Building up a better picture of jellyfish parasites

Image: Gary Cranitch.


Thursday 19 February 2009
A TRIP to Lizard Island one year ago helped Jo Browne narrow the focus of her PhD studies.
This time around she's hoping to expand her knowledge in her chosen field.
Jo is doing her PhD on the parasites of gelatinous zooplankton in Eastern Australia, through Griffith University, Australian Rivers Institute (Coast and Estuaries) and Museum Victoria.
Last year she decided to focus on the parasites, which have not been studied in any detail on jellyfish.
Jo said she hoped her work might fit into the larger base of knowledge about parasites, known as digeneans, in fish.
"Jellyfish are just one part of the life cycle of the digeneans," she said.
They start on a mollusc, can move to a jellyfish as they grow, and then mature in fish.
A number of studies on fish parasites have been completed, but the role that jellyfish play in their development is still relatively untested.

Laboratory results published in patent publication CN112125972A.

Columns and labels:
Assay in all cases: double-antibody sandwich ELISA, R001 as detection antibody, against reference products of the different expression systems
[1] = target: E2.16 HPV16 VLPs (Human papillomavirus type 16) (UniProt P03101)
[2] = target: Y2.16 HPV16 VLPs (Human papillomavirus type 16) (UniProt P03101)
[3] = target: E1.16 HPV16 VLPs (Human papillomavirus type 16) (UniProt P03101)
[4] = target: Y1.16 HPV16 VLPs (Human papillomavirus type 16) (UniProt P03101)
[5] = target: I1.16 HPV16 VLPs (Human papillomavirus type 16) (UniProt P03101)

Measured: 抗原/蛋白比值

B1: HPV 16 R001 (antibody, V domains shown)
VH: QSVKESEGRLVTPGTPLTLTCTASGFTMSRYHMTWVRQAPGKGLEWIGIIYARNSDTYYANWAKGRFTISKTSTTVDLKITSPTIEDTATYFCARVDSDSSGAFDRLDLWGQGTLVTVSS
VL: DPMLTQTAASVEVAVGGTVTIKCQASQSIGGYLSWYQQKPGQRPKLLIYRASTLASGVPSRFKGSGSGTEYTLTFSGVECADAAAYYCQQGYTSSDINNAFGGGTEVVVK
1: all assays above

With jellyfish numbers dramatically increasing worldwide, Jo's work could soon become very important.

Digenean under a microscope.
Image: Jo Browne


With that in mind, she is working on establishing two specific things:
  • A basic idea of how many species of parasites there are; and
  • Getting enough genetic material to match parasites in jellyfish to their adult forms in fish.
Last year Jo found the digeneans on cassiopea, the upside down jellyfish, while this year she has seen them on comb jellies (ctenophores) and jellyfish known as hydromedusas.
Given that a recent study estimated there were about 20,000 parasite species on the Southern Great Barrier Reef (in just 1,000 fish species), Jo has a lot of work ahead of her.
"Where fish are being removed, jellyfish are taking over their place," she said.
"My work could be an important factor in understanding what's happening."